What a rare and exciting pleasure it was, to sit over a fire in your precious company in the night in Darchen, whiling the hours away listening spellbound to your tales and your ideas, discussing plans, drinking endless tea.

For visitors and pilgrims from many countries you were the Mr. Fix it of Western Tibet: if our travel permits had expired you would know how to renew them; if we had no travel permit you knew how to get one; if a fine had to be paid, you would reduce it to one tenth of the sum; if we were arrested by the PSB you would have use released on the spot; if we needed jeeps, you would find a good one at a fraction of the usual rate; if we needed to film or photograph in temples or caves, with a quiet word you would arrange the clearance; if we needed to get out to Nepal; you would arrange it on a safe route, with minimum fuss, reliable porters and pack animals, and minimum expenses; if we were sinking, there would be a seats in a comfortable truck with Tibetan drivers, at the same rate as for local friends.

Even so, in 1995 you were preparing to give up your secure jog and spend your winters researching and writing on Western Tibet, and your summers guiding the pilgrims as a free man. My wife and I will always treasure the memory of that long night we spent in the open, walking to Darchen after our jeep (borrowed by you for us from the police, complete with driver, since none other was available to bring us from Sengye Tsangpo to Darchen) got stuck in the middle of river, when we had to jump for it and wade to the bank, just as the sun was sinking down behind the mountains of the Aksai Chin to the far Northwest behind us. Having to abandon the vehicle, wearing light day clothes, we then had to trudge twenty miles through the blackness of the night, on the trail-less way across the desolate, rough and rocky terrain, wading barefoot on the way across two wide and multi-channeled, icy streams, full of sharp stones, which we would only hear, not see, and this at 15,000 feet above sea level.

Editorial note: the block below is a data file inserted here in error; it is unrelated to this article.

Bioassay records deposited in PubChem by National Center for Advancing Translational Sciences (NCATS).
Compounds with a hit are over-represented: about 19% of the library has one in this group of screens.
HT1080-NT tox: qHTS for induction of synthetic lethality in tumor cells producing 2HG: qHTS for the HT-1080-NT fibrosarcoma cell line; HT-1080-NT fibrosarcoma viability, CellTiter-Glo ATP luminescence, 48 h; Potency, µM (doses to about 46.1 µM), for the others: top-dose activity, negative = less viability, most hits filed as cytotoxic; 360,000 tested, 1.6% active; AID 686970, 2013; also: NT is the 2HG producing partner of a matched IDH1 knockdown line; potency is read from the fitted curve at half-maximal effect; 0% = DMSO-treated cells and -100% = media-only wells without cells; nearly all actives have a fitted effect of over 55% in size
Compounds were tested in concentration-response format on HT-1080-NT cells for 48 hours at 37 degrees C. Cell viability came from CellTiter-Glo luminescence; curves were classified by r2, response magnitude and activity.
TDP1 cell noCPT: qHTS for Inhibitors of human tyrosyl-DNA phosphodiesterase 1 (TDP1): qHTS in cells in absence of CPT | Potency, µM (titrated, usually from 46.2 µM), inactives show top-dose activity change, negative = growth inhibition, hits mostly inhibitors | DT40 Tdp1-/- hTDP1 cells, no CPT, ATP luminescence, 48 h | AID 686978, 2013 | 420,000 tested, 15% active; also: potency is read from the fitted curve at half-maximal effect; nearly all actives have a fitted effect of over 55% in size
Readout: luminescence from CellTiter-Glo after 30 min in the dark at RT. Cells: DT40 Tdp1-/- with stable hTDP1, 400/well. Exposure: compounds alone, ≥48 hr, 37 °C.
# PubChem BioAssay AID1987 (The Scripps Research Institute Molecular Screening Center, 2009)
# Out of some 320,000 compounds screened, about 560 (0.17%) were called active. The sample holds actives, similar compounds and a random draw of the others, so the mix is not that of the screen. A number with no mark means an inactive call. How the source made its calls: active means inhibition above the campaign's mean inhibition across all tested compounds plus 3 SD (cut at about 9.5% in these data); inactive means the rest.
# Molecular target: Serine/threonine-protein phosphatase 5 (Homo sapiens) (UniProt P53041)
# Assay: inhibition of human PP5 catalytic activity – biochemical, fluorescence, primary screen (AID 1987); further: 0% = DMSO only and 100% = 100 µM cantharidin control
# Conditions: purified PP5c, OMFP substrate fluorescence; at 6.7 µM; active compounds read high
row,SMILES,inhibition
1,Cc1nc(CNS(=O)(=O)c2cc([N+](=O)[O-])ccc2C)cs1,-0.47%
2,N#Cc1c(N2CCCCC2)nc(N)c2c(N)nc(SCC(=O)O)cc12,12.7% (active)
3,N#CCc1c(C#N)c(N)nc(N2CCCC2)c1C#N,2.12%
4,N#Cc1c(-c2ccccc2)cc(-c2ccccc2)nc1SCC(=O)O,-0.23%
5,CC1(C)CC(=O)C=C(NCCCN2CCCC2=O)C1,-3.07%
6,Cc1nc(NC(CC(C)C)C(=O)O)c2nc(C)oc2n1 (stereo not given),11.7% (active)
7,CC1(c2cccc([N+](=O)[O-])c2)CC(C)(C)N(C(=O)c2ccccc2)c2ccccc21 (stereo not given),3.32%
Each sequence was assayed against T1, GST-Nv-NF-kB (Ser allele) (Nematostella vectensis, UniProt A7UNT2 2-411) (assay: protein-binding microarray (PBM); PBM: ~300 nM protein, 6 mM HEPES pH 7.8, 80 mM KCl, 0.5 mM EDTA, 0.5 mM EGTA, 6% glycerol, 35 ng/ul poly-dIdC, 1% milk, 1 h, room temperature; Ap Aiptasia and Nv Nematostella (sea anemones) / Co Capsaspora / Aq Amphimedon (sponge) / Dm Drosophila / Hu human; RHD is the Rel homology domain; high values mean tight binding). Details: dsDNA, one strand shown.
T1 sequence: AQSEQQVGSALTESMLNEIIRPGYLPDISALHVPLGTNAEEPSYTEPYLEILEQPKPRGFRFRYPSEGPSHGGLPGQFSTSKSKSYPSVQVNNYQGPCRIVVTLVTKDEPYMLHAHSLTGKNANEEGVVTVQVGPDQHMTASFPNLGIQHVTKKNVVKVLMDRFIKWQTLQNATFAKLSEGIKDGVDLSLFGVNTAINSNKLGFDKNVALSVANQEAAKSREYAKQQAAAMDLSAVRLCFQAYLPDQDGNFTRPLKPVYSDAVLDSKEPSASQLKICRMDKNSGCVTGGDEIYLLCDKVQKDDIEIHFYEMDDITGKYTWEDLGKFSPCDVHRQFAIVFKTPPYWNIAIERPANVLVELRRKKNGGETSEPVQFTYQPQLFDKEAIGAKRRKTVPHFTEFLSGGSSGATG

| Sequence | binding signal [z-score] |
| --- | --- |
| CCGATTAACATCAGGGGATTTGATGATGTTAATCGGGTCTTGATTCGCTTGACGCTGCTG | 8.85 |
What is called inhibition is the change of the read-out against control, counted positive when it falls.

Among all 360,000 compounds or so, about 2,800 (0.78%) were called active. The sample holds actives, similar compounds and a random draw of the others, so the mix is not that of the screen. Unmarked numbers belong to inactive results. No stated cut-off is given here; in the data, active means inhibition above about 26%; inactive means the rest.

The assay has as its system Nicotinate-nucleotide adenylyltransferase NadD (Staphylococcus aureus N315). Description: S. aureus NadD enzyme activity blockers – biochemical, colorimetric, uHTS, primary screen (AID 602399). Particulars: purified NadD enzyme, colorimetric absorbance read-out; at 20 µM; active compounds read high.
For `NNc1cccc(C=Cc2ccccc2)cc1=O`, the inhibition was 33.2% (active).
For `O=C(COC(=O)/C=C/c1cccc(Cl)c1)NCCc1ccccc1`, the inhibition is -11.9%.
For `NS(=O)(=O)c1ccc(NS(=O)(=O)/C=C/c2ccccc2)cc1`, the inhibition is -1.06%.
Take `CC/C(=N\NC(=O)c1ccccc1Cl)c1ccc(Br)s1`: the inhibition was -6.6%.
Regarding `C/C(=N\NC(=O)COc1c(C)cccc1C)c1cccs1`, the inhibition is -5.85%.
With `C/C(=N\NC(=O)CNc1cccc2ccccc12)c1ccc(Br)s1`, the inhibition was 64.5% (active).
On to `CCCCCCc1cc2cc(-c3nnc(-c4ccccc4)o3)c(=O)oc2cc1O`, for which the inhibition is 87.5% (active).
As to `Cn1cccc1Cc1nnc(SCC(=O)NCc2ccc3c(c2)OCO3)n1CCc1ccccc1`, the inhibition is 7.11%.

This is the kind of guide you were: your determination and confidence that we would reach Darchen without dying of exposure, your knowledge of what to do and which direction to walk in , and your tireless cheerfulness kept us going the whole night through, we having no idea of what direction we were moving in, and unable to see our hands in front of our faces. When we were exhausted and ready to lie down to sleep and probably die, you roused us forward insistently, showing no fatigue, although we knew your back and neck trouble were causing you severe pain in walking. When we arrived at Darchen, shortly before down, it was your good wife who got up, let us in, let the fire and had us sipping hot tea within five minutes.


This is the kind of guide you were: after sunrise, while we slept, exhausted, you organized another jeep to drive back and rescue the abandoned vehicle, and by the time we woke up, to a fine hot lunch, you were arriving back with our luggage, cameras, passports and tickets, rescued from our stricken jeep, all intact and dry as a bone, and delivered to our door with your cheerful, knowing smile, and apologies for all the inconvenience. But how auspicious that we were able to walk the last twenty miles! You said; it would increase the merit from our pilgrimage at least a hundred times! Then you spent the rest of the day, while doing your own work preparing for the ceremonial opening of the Kailash Medical College with everyone from the governor of the province down starting to arrive for the ceremony, organizing pack-yaks and a yak-drover for us to start off on our honeymoon Kailash circumambulation the following day, which, thanks to you, was successfully completed in three days, and remains the most wonderful experience of our lives.

This is the kind of guide you were. Our next trip to Kailash will seem lonely and dull, and we will have to use well all we learned from you to survive and return successful. We learned from you to survive and return successful. We were so lucky to know you. Will the child you left behind carry on the tradition? We fervently pray so

(Obituaries - Mandala July-August 98 - Page 35)


Sacred sites at the Mount Kailash  |  Senge Tenzin Rinpoche  |  Ngari: western Tibet  
                                          |  Limi: northwestern Nepal  | Dolpo: eastern Nepal